Hungarian Prime Minister Viktor Orban presents his annual state-of-the-nation speech in Budapest, February 22, 2013. The text reads: Hungary doing better.

© 2013 REUTERS/ Bernadett Szabo

Hungary has held yet another repressive country up as a model to be emulated, widening the ever-increasing gulf between its values and that of the European Union.

Last week, Hungarian Prime Minister Viktor Orban praised Azerbaijan and its president Ilham Aliyev for respecting “traditional values” – despite Azerbaijan’s abysmal human rights record – saying that Azerbaijan and Hungary were both heading in “the right direction.”

The reality could hardly be further from the truth. Azerbaijan has arrested human rights defenders, journalists, and political and social media activists on spurious criminal charges in a concerted attempt to silence critical voices.

Since 2010, Orban’s ruling Fidesz party has propelled Hungary into a downward authoritarian spiral by undermining respect for the rule of law and protection of human rights, placing curbs on media freedom and pressuring civil society. As an EU member state, Hungary’s actions are contrary to fundamental EU values.

Orban clearly admires countries with oppressive human rights agendas. In an infamous speech in July he introduced “illiberal democracy” as a model for Hungarian state building, citing Russia, China, and Turkey as positive examples.

Orban’s praise for one of the EU’s most abusive neighbors is more than embarrassing. Flattering and encouraging the EU’s authoritarian neighbors undermines EU efforts to promote respect for human rights and the rule of law around the world. The EU has repeatedly made clear that respect for human rights is a core component of its relations with Azerbaijan. Why should Baku take that seriously when an EU member state’s leader says the opposite?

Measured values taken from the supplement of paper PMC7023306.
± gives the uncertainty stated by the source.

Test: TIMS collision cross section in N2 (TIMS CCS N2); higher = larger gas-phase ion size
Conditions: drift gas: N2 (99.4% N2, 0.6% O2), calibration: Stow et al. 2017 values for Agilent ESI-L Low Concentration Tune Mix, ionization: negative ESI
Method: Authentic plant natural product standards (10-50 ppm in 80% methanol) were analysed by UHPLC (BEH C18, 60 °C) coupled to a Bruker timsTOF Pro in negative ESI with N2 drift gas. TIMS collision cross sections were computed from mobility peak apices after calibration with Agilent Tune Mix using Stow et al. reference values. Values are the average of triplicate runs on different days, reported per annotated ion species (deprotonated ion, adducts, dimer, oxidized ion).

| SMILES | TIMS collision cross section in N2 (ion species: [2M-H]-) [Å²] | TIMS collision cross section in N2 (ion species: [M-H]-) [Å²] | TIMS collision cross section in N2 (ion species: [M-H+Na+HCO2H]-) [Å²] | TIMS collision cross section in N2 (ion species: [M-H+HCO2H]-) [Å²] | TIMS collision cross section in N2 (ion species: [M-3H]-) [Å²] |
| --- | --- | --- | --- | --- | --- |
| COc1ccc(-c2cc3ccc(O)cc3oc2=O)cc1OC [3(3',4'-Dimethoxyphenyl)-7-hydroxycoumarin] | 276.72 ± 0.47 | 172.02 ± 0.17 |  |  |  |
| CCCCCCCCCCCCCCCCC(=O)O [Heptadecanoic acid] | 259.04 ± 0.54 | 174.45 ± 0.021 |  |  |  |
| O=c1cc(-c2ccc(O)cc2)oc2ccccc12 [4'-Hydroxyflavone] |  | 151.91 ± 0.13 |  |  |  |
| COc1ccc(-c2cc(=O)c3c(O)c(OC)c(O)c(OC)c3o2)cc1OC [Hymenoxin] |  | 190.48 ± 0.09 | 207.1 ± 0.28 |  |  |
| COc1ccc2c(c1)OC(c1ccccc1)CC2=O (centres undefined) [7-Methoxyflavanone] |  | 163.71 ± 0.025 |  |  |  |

For the sake of the EU’s values at home and its credibility abroad, Hungary should be taken to task. But the EU response so far has been weak. While the European Parliament recently held a hearing on the state of democracy and rule of law in Hungary, the European Commission has said little about recent worrying developments and the Council of the European Union has been silent.

The new commission should make it a priority to safeguard the values of the EU, in foreign as well as internal policy, and take action against member states that breach them.